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## Homework Statement

Suppose f: A → B is a function. Show that f is surjective if and only if there exists g: B→A such that fog=i

_{B}, where i is the identity function.

## The Attempt at a Solution

Well, I believe for a rigorous proof we need to use the axiom of choice, but because I have never worked with the axiom of choice before I need you guys to check if my proof is rigorous and correct.

1) Assume that f is onto.

Define the set ∏={f

^{-1}[{y}] : y ε B} (ε represents the membership relation). That means ∏ is the set of all pre-images of f restricted to the element y in B. It's obvious that ∏ is a family of sets and because its members are non-empty sets (since f is onto) we could apply the axiom of choice to it.

Axiom of choice tells us that there exists a function h: ∏ → U∏. It's obvious that U∏=A.

Now let's define: g:B → A , g(y)=h(f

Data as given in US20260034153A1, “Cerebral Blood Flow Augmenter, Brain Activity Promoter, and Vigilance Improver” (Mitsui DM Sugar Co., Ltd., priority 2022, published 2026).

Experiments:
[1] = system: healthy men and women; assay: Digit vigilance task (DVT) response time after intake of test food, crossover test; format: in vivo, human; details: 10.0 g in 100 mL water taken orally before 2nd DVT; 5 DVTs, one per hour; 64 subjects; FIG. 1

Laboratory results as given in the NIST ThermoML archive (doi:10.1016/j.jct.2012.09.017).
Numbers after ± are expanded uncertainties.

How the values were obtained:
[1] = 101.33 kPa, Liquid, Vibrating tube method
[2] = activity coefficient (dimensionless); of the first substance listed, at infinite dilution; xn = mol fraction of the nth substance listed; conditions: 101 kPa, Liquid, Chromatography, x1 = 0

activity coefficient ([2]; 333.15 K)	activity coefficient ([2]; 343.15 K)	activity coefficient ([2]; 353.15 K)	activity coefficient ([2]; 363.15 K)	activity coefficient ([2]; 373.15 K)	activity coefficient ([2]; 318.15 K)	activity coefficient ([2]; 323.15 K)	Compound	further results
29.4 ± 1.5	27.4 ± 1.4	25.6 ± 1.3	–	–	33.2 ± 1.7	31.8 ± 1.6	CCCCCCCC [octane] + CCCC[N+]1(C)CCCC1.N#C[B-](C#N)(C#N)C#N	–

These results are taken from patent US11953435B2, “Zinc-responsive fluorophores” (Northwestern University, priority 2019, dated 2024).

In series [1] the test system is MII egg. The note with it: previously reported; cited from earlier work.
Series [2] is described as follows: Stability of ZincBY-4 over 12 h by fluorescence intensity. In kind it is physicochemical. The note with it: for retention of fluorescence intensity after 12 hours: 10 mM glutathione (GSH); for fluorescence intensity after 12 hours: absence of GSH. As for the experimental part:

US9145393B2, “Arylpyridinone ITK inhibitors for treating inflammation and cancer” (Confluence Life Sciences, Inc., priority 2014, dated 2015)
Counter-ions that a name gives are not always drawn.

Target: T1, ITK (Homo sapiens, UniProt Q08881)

^{-1}[{y}]). We should show that it's well-defined.

Which means if y=z then g(y)=g(z), but it's obvious, since if y=z then y and z are the same element in B, hence f

^{-1}[{y}]=f

^{-1}[{z}], since h is a function (AC), h(f

^{-1}[{y}])=h(f

^{-1}[{z}]) which means g(y)=g(z).

Now we need to prove that g is a right inverse for f.

Well, let's see what fog does to an arbitrary element y in B. by definition, g(y)=h(f

^{-1}[{y}]), then fog(y)=f(h(f

^{-1}[{y}])). Now let's see what's happening when fog acts on y. first it gives us the set of pre-image of y, then h chooses one element in f

^{-1}[{y}], then f acts on it and it's again sent to y! That's it. It proves that fog(y)=y and since y was arbitrary we conclude that fog=i

_{B}.

Now, suppose that there exists a function g such that fog(y)=y. We want to show that f is onto. For any y in B, we have: fog(y)=f(g(y))=y; now if we set g(y)=x we clearly see that for any y ε B, there exists x=g(y) such that f(x)=y which proves that f is onto.